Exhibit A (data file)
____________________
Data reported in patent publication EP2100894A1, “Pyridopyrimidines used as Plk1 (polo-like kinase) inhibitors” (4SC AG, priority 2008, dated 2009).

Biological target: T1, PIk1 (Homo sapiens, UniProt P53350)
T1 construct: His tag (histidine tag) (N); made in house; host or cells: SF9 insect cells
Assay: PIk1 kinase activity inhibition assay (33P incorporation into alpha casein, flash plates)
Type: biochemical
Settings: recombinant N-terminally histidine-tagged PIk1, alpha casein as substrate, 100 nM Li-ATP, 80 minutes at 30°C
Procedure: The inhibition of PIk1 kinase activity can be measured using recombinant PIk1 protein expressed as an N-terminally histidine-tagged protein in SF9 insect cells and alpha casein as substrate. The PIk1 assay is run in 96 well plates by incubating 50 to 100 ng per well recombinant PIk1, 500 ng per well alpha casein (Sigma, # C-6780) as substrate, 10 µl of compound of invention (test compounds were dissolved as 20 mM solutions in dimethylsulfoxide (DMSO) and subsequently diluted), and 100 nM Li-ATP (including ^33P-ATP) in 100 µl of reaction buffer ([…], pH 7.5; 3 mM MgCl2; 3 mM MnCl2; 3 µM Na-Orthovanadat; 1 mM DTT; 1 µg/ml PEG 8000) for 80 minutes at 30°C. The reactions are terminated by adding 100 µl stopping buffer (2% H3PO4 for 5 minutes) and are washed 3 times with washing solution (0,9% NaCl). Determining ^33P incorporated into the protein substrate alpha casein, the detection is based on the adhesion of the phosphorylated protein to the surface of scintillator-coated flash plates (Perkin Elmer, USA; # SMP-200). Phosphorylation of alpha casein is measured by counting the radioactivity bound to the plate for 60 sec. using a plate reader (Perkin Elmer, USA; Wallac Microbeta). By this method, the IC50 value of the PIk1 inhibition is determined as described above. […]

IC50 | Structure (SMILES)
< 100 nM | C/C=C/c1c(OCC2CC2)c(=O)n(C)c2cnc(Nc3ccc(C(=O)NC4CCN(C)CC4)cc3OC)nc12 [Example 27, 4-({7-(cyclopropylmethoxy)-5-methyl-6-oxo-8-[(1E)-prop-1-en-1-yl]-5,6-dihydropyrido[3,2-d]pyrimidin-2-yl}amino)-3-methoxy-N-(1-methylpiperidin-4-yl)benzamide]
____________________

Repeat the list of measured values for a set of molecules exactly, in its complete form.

Data reported in patent publication EP2100894A1, “Pyridopyrimidines used as Plk1 (polo-like kinase) inhibitors” (4SC AG, priority 2008, dated 2009).

Biological target: T1, PIk1 (Homo sapiens, UniProt P53350)
T1 construct: His tag (histidine tag) (N); made in house; host or cells: SF9 insect cells
Assay: PIk1 kinase activity inhibition assay (33P incorporation into alpha casein, flash plates)
Type: biochemical
Settings: recombinant N-terminally histidine-tagged PIk1, alpha casein as substrate, 100 nM Li-ATP, 80 minutes at 30°C
Procedure: The inhibition of PIk1 kinase activity can be measured using recombinant PIk1 protein expressed as an N-terminally histidine-tagged protein in SF9 insect cells and alpha casein as substrate. The PIk1 assay is run in 96 well plates by incubating 50 to 100 ng per well recombinant PIk1, 500 ng per well alpha casein (Sigma, # C-6780) as substrate, 10 µl of compound of invention (test compounds were dissolved as 20 mM solutions in dimethylsulfoxide (DMSO) and subsequently diluted), and 100 nM Li-ATP (including ^33P-ATP) in 100 µl of reaction buffer ([…], pH 7.5; 3 mM MgCl2; 3 mM MnCl2; 3 µM Na-Orthovanadat; 1 mM DTT; 1 µg/ml PEG 8000) for 80 minutes at 30°C. The reactions are terminated by adding 100 µl stopping buffer (2% H3PO4 for 5 minutes) and are washed 3 times with washing solution (0,9% NaCl). Determining ^33P incorporated into the protein substrate alpha casein, the detection is based on the adhesion of the phosphorylated protein to the surface of scintillator-coated flash plates (Perkin Elmer, USA; # SMP-200). Phosphorylation of alpha casein is measured by counting the radioactivity bound to the plate for 60 sec. using a plate reader (Perkin Elmer, USA; Wallac Microbeta). By this method, the IC50 value of the PIk1 inhibition is determined as described above. […]

IC50 | Structure (SMILES)
< 100 nM | C/C=C/c1c(OCC2CC2)c(=O)n(C)c2cnc(Nc3ccc(C(=O)NC4CCN(C)CC4)cc3OC)nc12 [Example 27, 4-({7-(cyclopropylmethoxy)-5-methyl-6-oxo-8-[(1E)-prop-1-en-1-yl]-5,6-dihydropyrido[3,2-d]pyrimidin-2-yl}amino)-3-methoxy-N-(1-methylpiperidin-4-yl)benzamide]